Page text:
Granulopoiesis and granules of human neutrophils

Immunol Rev. 2016 Sep;273(1):11-28. doi: 10.1111/imr.12440.


Granules are essential for the ability of neutrophils to fulfill their role in innate immunity. Granule membranes contain proteins that react to environmental cues directing neutrophils to sites of infection and initiate generation of bactericidal oxygen species. Granules are densely packed with proteins that contribute to microbial killing when liberated to the phagosome or extracellularly. Granules are, however, highly heterogeneous and are traditionally subdivided into azurophil granules, specific granules, and gelatinase granules in addition to secretory vesicles. This review will address issues pertinent to formation of granules, which is a process intimately connected to maturation of neutrophils from their precursors in the bone marrow. We further discuss possible mechanisms by which decisions are made regarding sorting of proteins to constitutive secretion or storage in granules and how degranulation of granule subsets is regulated.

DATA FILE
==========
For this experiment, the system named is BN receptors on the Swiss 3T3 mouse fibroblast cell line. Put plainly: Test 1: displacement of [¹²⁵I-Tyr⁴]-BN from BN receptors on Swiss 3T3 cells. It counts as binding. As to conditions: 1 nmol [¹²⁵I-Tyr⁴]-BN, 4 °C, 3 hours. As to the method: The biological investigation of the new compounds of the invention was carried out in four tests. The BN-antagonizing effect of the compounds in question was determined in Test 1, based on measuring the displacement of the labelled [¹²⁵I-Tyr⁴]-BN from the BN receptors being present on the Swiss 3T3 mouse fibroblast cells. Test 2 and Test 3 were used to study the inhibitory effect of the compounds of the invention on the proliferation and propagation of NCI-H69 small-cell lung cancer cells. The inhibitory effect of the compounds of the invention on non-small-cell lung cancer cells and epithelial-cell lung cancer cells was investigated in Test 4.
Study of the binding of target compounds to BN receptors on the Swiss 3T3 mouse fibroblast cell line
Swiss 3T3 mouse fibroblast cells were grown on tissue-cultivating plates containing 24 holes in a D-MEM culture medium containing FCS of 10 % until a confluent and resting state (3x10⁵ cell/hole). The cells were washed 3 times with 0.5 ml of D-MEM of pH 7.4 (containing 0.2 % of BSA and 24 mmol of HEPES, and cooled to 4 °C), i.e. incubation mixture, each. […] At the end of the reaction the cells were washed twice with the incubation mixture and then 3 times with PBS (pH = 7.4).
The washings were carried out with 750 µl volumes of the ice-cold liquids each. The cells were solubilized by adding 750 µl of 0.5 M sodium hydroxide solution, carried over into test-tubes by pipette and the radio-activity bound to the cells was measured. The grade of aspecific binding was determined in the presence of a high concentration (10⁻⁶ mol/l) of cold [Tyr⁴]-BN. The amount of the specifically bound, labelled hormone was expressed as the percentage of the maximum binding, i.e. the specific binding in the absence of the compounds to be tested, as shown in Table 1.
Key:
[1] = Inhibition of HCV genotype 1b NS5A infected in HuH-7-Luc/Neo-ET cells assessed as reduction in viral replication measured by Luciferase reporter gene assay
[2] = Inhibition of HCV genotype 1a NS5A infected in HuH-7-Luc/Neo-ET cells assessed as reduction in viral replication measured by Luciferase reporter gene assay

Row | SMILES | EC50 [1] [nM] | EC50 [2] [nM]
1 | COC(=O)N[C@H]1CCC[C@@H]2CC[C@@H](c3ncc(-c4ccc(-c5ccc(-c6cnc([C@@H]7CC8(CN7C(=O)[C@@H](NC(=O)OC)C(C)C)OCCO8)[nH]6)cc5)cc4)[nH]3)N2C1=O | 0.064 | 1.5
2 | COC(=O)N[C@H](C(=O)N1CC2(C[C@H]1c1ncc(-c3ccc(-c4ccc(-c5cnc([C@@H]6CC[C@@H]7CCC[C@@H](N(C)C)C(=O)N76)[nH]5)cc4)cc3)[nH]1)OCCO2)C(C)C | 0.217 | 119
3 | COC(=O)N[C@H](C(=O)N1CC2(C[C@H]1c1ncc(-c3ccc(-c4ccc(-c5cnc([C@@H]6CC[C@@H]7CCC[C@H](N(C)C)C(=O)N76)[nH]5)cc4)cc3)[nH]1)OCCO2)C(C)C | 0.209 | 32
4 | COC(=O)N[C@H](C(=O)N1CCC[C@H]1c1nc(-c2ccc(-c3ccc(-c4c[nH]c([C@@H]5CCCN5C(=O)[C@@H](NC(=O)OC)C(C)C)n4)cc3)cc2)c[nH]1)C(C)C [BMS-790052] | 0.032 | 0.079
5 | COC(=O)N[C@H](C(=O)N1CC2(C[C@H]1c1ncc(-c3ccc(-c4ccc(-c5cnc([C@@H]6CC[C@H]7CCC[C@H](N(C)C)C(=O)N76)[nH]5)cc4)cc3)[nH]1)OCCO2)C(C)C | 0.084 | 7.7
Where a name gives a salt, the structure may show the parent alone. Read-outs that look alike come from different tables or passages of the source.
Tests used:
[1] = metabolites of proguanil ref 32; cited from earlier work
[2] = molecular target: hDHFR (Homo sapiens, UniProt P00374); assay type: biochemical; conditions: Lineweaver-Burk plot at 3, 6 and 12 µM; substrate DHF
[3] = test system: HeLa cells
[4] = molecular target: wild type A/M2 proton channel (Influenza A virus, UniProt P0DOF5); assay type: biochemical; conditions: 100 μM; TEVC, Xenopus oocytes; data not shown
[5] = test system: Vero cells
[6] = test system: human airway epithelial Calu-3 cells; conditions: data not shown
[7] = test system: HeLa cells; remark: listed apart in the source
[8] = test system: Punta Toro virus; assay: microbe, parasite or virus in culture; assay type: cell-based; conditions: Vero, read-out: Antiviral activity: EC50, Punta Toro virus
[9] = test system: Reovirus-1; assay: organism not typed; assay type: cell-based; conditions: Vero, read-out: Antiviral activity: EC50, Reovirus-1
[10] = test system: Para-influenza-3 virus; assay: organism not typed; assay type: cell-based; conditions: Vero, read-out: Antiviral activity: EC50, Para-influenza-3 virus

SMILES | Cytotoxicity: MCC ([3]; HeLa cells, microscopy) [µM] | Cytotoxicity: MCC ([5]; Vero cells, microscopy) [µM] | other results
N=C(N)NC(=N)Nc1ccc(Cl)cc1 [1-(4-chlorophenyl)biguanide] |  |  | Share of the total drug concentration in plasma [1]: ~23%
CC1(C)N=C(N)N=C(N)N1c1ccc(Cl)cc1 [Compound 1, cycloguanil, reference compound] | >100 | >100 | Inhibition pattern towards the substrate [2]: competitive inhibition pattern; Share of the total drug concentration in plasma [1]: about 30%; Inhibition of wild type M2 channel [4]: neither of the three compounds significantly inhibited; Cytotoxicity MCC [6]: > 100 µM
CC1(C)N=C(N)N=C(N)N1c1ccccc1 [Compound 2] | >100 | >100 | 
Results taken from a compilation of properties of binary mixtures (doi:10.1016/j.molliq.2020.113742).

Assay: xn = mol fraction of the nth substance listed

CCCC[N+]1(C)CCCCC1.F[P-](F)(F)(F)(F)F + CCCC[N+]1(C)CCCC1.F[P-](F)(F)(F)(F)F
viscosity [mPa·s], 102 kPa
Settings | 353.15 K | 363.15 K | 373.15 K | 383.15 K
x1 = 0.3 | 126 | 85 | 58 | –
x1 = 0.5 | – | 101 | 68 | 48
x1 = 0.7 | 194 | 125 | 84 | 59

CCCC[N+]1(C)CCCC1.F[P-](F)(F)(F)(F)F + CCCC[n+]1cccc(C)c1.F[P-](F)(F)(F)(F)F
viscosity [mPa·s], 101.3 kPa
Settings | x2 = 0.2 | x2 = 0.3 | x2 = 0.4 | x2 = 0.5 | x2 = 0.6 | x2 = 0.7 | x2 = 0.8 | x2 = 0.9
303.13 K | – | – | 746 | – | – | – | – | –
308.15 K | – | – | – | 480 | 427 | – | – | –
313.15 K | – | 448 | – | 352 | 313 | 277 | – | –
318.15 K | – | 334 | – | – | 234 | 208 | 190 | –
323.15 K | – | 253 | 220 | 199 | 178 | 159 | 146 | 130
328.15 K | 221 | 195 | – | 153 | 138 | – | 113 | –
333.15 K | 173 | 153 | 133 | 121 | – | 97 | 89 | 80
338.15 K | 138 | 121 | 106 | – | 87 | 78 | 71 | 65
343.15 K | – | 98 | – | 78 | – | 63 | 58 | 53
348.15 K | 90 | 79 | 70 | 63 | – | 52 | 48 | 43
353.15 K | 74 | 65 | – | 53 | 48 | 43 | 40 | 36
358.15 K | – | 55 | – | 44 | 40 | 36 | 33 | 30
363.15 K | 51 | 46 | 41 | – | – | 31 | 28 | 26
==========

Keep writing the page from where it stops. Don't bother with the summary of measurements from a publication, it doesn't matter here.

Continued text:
Keywords: hematopoietic progenitor cells; neutrophils; transcription factors.

Publication types

  • Review
  • Research Support, Non-U.S. Gov't

MeSH terms

  • Cell Degranulation*
  • Cell Differentiation
  • Cytoplasmic Granules / metabolism*
  • Hematopoiesis
  • Humans
  • Neutrophil Activation*
  • Neutrophils / physiology*
  • Phagosomes / metabolism
  • Protein Transport
  • Secretory Vesicles / metabolism*